Our Terms of Use and Privacy Policy have changed. We think you'll like them better this way.

STATUTORY RAPE: The Dirty Secret Behind Teen Sex Numbers

  • Broadcast in Social Networking
  • 0 comments
TEENS SPEAKING OUT

TEENS SPEAKING OUT

×  

Follow This Show

If you liked this show, you should follow TEENS SPEAKING OUT.
h:111323
s:1718157
archived
Statutory rape laws are strange things. What's permissible in some states means jail time in others, and enforcement is unpredictable. And the age of consent varies considerably from state to state. In Alaska, for example, it's 16. In Louisiana, it's 17. And in Georgia, where a 17-year-old was sentenced to 10 years in prison for having consensual oral sex with a 15-year-old, the age of consent is 18. While statutory rape and similar laws were written to protect children from abuse by older, predatory partners, teenagers can get caught in the crossfire. Any sexual activity involving teens and children under the age of consent is considered rape, even when both partners are willing. In short, Romeo and Juliet would have been in big trouble. When such cases hit the courts, it's generally because the activity has been discovered in such a way as to make ignorance legally actionable, or because someone is pushing a case through. Teachers and school counselors, for example, are legally obligated to report child abuse, which includes underage sexual activity and molestation, to authorities. Or, a family member may bring charges because he or she disapproves of the relationship. These restrictions may sound archaic, but the consequences can be severe. The average age of first intercourse in the United States is 17, which means that more than half of the teen population has already broken the law, and many of those relationships involve 18- and 19-year-olds. That's an important distinction, because just as state laws differ on the age of consent, their sentences also vary according to the age difference between partners. A statutory rape conviction as an adult can mean jail or prison time, and the requirement that they register as sex offenders for the rest of their lives.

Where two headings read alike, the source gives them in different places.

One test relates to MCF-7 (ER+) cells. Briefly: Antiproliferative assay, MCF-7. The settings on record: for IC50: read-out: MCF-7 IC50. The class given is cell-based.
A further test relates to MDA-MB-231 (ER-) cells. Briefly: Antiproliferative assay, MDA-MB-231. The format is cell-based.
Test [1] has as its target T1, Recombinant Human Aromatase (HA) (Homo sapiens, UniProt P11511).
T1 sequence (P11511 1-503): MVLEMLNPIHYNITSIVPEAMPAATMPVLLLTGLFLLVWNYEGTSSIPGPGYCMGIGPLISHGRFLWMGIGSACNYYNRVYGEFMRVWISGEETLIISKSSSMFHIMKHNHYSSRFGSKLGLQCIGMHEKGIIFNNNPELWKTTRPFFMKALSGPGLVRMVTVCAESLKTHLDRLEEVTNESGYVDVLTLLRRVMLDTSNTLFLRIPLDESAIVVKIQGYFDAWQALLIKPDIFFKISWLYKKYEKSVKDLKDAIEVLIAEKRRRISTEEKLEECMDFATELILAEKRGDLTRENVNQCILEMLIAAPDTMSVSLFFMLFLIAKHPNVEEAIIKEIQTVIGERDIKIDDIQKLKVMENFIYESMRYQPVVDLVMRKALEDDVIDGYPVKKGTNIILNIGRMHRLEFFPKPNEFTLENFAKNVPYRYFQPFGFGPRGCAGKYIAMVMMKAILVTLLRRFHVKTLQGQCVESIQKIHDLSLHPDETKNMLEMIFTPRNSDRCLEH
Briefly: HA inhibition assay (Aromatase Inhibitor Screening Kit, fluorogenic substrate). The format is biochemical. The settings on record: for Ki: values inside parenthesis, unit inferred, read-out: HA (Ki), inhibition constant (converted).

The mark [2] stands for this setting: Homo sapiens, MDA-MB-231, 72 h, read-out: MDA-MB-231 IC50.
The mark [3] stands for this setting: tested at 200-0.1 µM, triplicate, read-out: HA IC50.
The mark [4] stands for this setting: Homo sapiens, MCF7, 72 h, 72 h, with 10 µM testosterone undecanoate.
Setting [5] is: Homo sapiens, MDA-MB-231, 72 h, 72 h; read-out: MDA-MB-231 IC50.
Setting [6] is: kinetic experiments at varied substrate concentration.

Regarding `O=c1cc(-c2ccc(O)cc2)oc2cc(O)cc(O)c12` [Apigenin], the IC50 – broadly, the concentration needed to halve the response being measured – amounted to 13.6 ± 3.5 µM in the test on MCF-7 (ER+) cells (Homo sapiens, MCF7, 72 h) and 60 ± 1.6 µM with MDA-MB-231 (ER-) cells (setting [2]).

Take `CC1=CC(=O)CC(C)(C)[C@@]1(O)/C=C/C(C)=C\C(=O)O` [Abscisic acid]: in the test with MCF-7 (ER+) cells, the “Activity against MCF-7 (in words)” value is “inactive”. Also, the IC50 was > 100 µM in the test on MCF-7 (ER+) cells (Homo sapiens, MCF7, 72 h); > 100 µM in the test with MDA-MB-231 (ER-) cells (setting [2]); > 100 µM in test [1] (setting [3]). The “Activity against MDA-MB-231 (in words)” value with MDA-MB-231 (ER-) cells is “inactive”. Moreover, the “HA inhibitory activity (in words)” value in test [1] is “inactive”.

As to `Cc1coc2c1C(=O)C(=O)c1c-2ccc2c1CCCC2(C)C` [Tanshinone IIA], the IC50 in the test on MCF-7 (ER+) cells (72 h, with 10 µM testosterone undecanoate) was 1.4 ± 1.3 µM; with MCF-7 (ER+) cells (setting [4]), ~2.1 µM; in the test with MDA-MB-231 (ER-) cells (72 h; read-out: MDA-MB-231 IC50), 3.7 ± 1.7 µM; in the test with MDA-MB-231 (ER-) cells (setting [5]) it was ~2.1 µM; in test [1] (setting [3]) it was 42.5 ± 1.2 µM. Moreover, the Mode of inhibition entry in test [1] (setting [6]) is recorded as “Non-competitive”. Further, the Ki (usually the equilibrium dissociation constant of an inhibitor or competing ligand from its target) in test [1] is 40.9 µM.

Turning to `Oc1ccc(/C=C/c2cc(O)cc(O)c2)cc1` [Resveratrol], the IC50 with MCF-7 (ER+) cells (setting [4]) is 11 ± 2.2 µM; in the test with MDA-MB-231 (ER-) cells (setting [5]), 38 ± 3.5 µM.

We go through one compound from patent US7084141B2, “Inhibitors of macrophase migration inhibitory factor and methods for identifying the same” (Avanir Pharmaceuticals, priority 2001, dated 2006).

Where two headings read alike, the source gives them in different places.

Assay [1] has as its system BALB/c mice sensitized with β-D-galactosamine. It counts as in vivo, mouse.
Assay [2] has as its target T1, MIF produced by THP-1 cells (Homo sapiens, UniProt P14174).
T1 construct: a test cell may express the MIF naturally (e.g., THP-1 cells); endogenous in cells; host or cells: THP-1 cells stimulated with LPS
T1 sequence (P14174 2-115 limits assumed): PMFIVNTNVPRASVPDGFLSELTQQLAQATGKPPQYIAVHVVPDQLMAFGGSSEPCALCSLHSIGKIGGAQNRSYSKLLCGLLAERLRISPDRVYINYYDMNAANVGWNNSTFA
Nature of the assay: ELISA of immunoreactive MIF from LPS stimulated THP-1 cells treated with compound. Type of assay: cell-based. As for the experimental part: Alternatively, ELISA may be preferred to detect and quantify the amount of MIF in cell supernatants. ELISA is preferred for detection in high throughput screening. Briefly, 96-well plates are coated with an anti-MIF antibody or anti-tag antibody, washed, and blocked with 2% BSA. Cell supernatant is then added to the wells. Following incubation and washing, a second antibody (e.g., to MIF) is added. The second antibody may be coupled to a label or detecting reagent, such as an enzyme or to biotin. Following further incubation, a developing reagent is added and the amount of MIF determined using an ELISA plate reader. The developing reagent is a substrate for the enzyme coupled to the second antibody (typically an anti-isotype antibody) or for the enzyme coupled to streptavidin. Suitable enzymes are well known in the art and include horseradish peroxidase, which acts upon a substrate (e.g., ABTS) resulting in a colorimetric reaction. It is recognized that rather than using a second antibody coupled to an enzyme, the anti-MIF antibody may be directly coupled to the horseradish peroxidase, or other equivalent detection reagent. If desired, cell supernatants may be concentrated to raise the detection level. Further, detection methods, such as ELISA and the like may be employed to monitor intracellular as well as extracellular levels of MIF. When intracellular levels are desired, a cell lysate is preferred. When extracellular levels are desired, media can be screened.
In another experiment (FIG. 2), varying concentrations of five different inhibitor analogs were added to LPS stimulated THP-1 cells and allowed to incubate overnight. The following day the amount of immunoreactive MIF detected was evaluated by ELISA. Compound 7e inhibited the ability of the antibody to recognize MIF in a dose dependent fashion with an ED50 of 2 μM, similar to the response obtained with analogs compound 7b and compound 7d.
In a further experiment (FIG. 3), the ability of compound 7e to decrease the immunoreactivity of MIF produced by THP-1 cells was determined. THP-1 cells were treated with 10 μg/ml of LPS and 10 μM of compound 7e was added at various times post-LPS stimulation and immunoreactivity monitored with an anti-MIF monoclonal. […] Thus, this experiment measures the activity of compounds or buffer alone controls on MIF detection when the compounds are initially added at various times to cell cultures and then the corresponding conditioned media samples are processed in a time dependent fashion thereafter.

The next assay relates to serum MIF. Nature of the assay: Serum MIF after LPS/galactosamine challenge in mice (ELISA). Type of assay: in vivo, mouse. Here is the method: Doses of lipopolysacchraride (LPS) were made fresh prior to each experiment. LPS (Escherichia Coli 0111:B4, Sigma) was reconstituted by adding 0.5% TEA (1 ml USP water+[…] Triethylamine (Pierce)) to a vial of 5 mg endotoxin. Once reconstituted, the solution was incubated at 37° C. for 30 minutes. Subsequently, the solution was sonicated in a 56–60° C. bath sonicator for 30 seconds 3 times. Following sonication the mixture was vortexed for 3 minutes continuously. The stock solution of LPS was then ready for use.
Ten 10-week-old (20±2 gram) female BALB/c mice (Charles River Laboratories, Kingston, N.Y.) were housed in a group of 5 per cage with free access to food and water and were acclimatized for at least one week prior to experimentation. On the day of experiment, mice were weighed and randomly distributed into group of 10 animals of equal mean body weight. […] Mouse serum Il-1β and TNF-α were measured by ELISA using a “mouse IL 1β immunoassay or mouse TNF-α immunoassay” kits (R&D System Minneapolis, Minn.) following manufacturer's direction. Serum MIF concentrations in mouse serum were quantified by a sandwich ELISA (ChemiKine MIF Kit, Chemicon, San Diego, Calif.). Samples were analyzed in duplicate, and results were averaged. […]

Comments

 comments